December 29, 2005 @ 2:17 am | Comment

Wow. Great story Michael. I would though, highly recommend you take another venture into the mainland sometime soon. Shanghai is an obvious choice, but not entirely representative of the whole country.

I would say you might try visiting Chengdu or Chongqing again. You might be presently surprised.

December 29, 2005 @ 10:42 am | Comment

A really great article. If there was unification, mainland Chinese would probably not be able to visit Taiwan easily or for long periods of time – like with HK. Otherwise they might start to get ideas and transport them back to the mainland…….

December 29, 2005 @ 3:51 pm | Comment

You are so very wrong. Overseas Chinese view China as a country, not as a so-called “family member”. The difference between Taiwan and China is so drastic that it can be perpetually be akin to comparing Taiwan to Europe. Please do not assume that just because we are chinese we would want reunification in any sense. Please come to Taiwan and have a decent conversation with any university student. You can see how vast the gulf is.

December 29, 2005 @ 6:16 pm | Comment

China is definitely one country, I agree with the one China policy. China is one false “country”, and Taiwan is one real country. Makes perfect sense to me.
It’s like saying America is England because it shares culture (sorta) and language (sorta — all though more so then Taiwan/China). America used to be English, and Taiwan used to be China. But that was then and this is now.
When I compare Taiwan/China to America/England with my Chinese friends they always say, “America is free because it fought a war to win freedom, Taiwan hasn’t.” Just goes to show how much more civilized Taiwan is then America, Taiwan doesn’t need to fight a war for it’s independence, it’s already got it.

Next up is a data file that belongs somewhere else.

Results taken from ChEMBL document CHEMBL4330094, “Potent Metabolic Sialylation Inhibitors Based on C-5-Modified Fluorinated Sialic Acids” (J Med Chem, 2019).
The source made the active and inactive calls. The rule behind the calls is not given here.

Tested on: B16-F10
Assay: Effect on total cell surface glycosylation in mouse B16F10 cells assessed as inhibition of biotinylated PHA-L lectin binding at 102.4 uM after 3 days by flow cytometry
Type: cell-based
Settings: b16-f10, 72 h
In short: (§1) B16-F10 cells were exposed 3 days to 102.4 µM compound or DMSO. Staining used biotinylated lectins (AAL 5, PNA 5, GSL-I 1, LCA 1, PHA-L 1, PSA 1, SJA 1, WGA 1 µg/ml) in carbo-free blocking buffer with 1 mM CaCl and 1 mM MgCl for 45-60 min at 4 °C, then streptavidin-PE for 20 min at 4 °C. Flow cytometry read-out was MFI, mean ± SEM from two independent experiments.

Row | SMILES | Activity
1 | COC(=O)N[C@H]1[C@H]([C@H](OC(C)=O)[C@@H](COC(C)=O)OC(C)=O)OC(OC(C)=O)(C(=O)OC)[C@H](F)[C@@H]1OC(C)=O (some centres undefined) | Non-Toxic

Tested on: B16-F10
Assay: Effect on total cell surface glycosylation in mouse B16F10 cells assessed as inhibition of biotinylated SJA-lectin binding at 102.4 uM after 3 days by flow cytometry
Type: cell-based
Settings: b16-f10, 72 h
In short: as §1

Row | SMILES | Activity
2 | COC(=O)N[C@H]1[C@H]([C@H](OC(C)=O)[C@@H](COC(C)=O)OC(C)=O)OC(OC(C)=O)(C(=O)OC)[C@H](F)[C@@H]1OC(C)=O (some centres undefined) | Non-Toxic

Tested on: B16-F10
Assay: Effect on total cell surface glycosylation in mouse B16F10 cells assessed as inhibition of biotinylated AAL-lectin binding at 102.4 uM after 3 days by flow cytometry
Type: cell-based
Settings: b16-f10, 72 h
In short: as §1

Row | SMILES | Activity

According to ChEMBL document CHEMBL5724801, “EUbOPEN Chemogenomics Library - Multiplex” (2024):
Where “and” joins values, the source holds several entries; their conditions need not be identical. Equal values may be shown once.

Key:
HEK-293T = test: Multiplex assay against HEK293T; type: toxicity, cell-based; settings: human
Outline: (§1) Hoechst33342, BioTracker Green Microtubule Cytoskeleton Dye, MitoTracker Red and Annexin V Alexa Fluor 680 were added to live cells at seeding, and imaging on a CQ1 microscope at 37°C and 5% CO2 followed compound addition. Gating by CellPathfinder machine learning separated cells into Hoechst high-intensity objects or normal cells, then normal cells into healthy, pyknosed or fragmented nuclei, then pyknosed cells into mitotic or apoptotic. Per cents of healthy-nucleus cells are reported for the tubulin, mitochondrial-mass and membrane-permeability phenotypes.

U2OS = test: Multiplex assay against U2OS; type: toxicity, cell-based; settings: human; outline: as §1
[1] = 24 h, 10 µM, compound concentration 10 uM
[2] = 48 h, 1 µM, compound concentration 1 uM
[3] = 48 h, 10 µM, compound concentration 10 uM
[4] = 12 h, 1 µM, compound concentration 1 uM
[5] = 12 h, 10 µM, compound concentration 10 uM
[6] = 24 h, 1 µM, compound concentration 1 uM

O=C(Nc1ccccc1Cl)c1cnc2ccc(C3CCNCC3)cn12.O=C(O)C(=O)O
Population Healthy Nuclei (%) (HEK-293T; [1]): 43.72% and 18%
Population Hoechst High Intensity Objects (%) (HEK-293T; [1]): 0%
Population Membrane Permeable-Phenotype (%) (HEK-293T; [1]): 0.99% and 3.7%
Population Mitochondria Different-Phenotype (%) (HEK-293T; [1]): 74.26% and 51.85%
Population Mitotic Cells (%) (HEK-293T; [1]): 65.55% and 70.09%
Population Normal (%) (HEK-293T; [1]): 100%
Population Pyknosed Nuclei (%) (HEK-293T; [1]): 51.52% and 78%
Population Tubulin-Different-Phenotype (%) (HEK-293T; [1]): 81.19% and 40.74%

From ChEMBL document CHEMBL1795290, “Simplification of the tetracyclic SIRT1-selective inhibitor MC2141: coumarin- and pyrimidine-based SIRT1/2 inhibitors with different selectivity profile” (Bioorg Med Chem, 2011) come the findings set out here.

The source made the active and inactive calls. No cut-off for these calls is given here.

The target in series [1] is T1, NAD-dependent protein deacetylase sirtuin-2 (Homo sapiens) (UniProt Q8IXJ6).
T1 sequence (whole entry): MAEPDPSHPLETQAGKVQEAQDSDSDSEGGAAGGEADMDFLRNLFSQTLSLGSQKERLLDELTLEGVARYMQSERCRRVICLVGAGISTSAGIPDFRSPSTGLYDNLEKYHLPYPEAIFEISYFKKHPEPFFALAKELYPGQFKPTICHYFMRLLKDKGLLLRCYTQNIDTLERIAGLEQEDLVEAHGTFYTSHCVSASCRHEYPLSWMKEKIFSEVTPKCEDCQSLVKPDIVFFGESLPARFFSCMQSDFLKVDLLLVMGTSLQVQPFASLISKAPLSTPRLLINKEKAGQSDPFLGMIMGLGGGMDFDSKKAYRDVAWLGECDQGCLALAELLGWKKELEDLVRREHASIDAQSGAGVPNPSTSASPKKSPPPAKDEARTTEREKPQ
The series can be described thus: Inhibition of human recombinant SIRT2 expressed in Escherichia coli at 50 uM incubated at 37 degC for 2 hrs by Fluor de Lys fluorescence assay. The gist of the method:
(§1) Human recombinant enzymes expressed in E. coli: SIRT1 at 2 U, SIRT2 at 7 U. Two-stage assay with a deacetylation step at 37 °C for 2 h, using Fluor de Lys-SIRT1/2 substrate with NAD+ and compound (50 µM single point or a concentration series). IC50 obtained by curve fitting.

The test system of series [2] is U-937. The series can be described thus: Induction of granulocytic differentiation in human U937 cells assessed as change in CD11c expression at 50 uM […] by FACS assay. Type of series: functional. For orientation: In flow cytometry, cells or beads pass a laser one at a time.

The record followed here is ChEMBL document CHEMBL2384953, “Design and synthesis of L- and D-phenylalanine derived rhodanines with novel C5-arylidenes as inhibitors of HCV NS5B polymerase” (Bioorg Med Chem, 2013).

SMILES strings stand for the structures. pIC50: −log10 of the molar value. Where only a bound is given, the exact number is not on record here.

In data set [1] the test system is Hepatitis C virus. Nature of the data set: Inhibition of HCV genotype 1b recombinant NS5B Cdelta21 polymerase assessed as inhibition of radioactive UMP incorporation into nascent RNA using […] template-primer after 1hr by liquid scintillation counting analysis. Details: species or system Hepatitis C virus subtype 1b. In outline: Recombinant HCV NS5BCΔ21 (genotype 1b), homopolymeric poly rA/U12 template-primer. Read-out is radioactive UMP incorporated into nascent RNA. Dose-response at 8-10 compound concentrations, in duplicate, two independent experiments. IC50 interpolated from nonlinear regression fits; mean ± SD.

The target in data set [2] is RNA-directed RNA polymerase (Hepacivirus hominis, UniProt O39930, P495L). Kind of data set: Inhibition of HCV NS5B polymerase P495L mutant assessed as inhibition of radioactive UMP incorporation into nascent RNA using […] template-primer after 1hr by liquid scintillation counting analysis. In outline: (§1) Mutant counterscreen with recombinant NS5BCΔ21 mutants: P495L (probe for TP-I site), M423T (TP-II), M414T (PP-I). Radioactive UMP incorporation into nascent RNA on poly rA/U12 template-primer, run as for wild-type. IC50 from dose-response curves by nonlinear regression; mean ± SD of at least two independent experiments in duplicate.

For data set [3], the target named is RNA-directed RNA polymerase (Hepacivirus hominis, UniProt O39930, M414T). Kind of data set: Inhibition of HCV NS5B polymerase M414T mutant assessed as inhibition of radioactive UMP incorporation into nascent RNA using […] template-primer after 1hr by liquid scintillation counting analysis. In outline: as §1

December 29, 2005 @ 9:37 pm | Comment

Taiwan, in fact, is already an independent country, although it could not get an official member seat in U.N.
but, china govt and common chinese people, including those pro-CCP and pro-democrats, would never allow taiwan’s FORMAL indepence. i believe that china govt will pay any price to stopping Taiwan’s declaration of independence. If Taiwan people misunderstand or belittle their determination, it’s only a matter of time to go to war.

December 29, 2005 @ 11:31 pm | Comment

“Taiwan people are Chinese. When Taiwan island is reunified, it is a happy family gathering, none of any f**** honkey business.”

Talking about mistake and contraction. Taiwanese are NOT Chinese in political sense. Just cuz that we are ethnic Chinese does not mean Taiwan wants to be a part of China. Not all Taiwanese, or for that matter oversea Chinese, are eager to be part of the big happy family called China. Let’s not bring up this blood thicker than water stuff; the idea at work here is called self-determination.

“Obviously, Mr. Turton did not visit both the mainland and the island.”

The guy lives and works in Taiwan, married and raised kids in Taiwan. I consider him pretty Taiwanese. So let’s work with logic and reason here. OK?

December 30, 2005 @ 2:39 am | Comment